27 Sep 2013

recent reads


Oh Comely - the space issue

OH COMELY + SPACE STUFF  (+ wearing my awesome 'in the beginning' jumper by ArtDisco while I read it) = ASTRONOMICAL AMOUNTS OF JOY

Obviously any issue by Oh Comely is a winner but I'd been looking forward to issue 17 for a good couple of months :) As always there's lots of interesting little articles inside - my favourites being the interviews with the lady who helps to design spacesuits and the pope's astronomer. There's also a very though-provoking short piece about discovery and loneliness linked to the third member of the Apollo 11 crew who didn't land on the moon, as well as some excellent illustrations of the animals who made it into space and postcards from other worlds. Added bonus of a v.cute knitted WALL-E on the back. I do love Oh Comely.




The Hundred Year Old Man who Climbed Out the Window and Disappeared (2009)
If a person had lived for a hundred years, you'd imaging they'd have quite a few stories to tell and Allan Karlsson, the protagonist of Jonas Jonasson's novel, is no exception. The book follows the story of how, on his 100th birthday, Allan decides he's had enough of the old peoples' home and quite literally climbs out of the window to embark on a bizarre journey. Lead by coincidence after coincidence, he meets some other odd characters and causes rather a lot of trouble (including a number of deaths). Interspersed between Allan's progress in the present (2005) we're given a thorough breakdown of Allan's past - starting at his birth and ending with his arrival at the old people's home. It's a very amusing but dense read, SO much stuff happens in the backstory segments that it turns into a kind of trip through the major historical/political/cultural events to have happened on the planet over the last century, all told from the point of view of our fictional character, Allan. Some of the situations he finds himself in (in fact all the situations as a series of events) are completely insane, but this doesn't matter thanks to Allan's character. By not troubling himself with politics and religion he's able to focus on the things that do interest him - science and vodka. Indeed, these two interests pretty much shape his adventures as he breezes through his extraordinary life. Because the backstory stuff was so interesting, I lost a little bit of momentum when reading about his adventures in 2005. However, it all comes together at the end with a pleasing, and of course belief-suspending, conclusion. That phrase about "being in the right place at the right time" is certainly a big part of the book. Although, Allan's very casual attitude to things does get him into a lot of trouble at times, it also allows him to travel the globe and forge great friendships. It sort of made me think of my 'do more new' challenge in that it's usually a good idea to say 'yes' to stuff (unless, of course, Stalin is asking you to build him an atomic bomb) and to see where it takes you. Highly recommended!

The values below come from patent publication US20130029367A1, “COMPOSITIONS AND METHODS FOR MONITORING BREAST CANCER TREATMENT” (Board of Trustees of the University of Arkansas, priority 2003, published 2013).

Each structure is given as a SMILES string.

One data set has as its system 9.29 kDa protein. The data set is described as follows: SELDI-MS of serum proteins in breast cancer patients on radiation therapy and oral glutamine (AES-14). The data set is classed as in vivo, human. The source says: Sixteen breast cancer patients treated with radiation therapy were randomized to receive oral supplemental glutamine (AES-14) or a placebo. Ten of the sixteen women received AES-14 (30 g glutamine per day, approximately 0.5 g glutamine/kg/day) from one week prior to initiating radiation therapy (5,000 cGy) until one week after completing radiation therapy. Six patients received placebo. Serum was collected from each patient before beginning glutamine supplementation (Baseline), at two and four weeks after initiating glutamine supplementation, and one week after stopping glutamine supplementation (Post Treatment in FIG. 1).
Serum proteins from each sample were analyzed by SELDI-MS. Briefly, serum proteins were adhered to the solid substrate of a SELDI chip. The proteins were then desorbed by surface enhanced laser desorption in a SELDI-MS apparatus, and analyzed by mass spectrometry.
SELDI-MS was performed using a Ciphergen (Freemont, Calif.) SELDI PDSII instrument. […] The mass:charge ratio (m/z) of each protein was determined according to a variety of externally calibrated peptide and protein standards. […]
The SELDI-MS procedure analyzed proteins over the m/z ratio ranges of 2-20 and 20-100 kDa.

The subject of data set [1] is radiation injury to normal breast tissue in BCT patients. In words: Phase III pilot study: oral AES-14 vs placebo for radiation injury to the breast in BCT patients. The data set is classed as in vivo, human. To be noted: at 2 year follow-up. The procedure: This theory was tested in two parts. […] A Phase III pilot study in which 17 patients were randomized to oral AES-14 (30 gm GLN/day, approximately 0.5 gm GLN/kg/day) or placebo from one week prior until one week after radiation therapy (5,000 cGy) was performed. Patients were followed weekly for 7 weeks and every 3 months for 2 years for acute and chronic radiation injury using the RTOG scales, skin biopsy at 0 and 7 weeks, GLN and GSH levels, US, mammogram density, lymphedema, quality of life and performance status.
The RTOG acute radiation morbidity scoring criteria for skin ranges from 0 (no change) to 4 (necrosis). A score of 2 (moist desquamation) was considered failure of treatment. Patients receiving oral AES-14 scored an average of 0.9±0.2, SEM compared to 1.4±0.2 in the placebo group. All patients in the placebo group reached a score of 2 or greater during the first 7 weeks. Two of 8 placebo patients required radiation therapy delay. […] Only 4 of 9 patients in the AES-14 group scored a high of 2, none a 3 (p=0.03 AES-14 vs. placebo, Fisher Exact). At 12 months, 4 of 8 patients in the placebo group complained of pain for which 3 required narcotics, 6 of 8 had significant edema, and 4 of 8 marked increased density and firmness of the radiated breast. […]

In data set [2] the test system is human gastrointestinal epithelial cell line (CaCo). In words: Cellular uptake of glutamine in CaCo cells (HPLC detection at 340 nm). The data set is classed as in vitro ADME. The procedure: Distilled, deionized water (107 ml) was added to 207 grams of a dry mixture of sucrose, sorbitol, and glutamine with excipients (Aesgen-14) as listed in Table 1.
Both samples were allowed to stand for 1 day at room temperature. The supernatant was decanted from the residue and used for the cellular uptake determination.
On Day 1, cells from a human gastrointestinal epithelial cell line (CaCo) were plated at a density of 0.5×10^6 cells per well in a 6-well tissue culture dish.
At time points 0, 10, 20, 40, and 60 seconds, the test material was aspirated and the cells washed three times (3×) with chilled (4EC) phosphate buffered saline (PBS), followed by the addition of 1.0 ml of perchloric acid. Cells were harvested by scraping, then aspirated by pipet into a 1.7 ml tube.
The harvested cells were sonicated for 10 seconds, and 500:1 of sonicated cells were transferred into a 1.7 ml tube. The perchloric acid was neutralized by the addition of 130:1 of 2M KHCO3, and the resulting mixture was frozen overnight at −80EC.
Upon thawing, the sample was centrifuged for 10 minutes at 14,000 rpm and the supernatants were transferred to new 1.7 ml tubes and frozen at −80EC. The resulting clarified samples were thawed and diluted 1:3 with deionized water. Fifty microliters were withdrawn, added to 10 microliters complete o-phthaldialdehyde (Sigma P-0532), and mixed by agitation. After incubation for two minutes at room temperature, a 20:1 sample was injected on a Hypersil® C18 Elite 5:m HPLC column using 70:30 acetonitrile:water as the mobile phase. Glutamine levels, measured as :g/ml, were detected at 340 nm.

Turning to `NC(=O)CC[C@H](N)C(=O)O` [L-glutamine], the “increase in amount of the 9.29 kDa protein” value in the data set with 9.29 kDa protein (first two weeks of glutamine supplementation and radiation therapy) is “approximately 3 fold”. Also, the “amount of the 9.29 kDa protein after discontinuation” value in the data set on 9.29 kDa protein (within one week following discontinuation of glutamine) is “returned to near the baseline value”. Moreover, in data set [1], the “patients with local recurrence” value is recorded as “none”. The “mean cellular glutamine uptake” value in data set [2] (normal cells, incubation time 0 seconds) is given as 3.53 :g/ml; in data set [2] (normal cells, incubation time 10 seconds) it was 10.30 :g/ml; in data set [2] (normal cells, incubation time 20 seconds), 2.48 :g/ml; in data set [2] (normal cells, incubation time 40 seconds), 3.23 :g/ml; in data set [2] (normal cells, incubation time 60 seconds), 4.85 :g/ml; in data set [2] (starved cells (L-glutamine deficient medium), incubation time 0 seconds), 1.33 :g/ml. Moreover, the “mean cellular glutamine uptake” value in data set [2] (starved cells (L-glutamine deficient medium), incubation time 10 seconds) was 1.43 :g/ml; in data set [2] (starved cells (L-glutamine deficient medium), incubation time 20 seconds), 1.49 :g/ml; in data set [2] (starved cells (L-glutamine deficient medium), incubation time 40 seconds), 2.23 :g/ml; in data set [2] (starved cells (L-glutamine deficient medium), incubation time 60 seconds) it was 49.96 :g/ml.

Catching Fire (2009)